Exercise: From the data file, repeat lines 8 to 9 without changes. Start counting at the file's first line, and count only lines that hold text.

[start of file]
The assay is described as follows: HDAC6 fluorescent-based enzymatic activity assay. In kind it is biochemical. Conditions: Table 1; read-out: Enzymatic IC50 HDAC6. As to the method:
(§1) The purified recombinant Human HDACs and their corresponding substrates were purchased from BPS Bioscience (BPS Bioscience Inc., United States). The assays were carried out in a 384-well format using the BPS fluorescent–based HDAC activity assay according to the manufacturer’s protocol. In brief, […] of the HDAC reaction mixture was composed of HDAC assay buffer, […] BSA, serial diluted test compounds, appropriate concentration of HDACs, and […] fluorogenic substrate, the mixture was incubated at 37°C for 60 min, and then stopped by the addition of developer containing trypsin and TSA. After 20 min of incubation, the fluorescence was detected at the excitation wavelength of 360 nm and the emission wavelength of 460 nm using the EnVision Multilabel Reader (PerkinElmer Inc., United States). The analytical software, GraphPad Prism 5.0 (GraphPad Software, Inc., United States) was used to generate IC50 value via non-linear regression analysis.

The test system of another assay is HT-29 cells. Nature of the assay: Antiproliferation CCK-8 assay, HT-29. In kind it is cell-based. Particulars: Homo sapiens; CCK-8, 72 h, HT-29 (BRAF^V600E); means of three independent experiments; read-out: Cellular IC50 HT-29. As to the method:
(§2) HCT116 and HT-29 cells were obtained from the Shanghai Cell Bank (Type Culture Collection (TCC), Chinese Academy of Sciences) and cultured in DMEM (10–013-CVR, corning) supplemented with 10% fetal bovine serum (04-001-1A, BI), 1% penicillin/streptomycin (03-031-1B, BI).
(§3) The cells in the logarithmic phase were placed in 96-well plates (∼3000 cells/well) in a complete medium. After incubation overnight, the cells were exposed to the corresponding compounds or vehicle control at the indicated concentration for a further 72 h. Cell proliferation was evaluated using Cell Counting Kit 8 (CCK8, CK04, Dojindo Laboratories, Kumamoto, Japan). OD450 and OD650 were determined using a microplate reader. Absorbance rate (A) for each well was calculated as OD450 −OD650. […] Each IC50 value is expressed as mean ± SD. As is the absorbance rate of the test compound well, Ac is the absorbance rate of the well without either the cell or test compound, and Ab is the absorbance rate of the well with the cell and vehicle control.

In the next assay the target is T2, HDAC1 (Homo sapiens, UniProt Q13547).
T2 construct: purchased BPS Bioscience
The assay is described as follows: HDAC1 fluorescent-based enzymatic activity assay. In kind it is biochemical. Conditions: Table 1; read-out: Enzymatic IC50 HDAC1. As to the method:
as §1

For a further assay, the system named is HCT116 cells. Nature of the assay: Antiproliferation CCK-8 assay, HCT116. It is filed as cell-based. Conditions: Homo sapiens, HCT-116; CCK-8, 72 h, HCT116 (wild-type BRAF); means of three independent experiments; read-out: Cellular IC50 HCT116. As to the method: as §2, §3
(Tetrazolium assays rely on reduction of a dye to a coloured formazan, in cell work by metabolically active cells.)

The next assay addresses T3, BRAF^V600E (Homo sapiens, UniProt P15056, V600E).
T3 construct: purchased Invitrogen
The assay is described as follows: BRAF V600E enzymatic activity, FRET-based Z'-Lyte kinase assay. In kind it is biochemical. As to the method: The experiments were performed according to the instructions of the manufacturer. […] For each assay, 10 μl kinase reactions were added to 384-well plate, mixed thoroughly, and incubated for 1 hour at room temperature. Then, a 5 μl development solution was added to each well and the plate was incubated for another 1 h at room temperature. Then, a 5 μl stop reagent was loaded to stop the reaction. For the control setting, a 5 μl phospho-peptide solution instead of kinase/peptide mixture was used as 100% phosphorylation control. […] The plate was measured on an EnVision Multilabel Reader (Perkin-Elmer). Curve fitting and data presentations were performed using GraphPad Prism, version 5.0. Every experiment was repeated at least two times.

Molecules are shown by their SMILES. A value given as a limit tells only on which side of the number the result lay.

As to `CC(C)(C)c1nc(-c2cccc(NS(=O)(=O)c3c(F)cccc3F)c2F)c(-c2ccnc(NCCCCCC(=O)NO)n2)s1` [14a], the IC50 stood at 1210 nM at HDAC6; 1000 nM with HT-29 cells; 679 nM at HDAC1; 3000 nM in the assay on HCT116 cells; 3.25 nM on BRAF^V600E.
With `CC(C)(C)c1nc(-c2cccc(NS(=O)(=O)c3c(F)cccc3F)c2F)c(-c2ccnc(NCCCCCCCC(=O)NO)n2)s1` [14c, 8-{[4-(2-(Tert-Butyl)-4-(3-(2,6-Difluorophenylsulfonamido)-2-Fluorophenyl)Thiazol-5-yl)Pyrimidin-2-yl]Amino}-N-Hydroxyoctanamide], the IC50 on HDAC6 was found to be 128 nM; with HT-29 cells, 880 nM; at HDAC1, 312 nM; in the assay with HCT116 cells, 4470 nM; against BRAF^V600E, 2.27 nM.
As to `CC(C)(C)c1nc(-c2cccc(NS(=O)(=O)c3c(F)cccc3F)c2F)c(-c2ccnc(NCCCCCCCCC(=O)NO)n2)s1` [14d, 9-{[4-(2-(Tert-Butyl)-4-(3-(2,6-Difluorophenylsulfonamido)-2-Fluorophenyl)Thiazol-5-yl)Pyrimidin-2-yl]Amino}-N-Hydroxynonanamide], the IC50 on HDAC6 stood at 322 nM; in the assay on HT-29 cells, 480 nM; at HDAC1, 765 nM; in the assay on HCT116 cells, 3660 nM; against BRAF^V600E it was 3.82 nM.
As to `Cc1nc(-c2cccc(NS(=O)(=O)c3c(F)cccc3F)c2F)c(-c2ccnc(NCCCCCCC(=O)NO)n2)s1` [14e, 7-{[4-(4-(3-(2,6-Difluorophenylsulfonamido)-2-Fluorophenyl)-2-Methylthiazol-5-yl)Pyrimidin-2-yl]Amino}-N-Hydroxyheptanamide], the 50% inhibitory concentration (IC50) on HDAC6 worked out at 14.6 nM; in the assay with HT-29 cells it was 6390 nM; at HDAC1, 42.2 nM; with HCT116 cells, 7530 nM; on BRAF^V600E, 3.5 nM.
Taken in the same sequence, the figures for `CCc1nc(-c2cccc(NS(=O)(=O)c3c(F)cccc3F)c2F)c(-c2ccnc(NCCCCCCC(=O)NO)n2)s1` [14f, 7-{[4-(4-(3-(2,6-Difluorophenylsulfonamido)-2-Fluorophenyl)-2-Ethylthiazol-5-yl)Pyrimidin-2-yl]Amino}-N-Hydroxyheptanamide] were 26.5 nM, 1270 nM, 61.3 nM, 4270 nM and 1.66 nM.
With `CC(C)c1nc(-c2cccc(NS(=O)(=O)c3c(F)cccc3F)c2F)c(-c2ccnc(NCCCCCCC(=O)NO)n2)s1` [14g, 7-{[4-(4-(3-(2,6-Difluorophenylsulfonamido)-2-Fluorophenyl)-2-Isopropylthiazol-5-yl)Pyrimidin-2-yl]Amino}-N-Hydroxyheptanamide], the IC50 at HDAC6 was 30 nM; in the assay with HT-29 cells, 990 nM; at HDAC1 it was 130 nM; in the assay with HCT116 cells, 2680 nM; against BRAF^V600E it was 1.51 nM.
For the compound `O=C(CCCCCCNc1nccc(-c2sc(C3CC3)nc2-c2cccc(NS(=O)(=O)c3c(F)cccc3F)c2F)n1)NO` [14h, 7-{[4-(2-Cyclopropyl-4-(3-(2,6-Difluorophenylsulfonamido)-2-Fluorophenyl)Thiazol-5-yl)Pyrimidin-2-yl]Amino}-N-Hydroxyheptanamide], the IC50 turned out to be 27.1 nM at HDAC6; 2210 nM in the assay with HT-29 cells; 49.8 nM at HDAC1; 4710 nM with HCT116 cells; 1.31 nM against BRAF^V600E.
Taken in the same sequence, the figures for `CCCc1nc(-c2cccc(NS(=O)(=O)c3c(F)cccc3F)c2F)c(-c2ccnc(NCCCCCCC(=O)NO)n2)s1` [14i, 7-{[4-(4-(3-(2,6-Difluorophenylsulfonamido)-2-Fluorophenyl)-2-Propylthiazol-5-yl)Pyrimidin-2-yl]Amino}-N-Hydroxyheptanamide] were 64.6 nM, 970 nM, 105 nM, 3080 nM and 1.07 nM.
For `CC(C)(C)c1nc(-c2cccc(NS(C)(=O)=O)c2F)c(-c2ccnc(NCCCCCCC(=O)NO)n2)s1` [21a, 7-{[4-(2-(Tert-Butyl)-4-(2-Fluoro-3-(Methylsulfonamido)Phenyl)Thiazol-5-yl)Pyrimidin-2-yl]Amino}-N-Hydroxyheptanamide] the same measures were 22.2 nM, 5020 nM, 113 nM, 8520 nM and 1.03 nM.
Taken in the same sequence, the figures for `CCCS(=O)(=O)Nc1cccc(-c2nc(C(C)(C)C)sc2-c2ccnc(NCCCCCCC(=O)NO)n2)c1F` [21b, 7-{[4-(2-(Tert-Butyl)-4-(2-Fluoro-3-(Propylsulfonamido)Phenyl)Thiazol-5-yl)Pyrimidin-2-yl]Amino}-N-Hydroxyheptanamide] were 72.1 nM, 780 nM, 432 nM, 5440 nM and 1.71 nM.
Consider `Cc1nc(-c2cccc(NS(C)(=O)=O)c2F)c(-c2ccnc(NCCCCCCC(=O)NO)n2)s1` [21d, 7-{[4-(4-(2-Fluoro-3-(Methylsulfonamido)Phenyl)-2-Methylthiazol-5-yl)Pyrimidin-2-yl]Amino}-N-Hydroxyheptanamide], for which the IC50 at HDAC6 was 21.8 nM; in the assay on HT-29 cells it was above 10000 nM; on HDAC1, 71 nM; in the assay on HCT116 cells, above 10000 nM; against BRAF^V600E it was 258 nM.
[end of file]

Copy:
The assay is described as follows: HDAC1 fluorescent-based enzymatic activity assay. In kind it is biochemical. Conditions: Table 1; read-out: Enzymatic IC50 HDAC1. As to the method:
as §1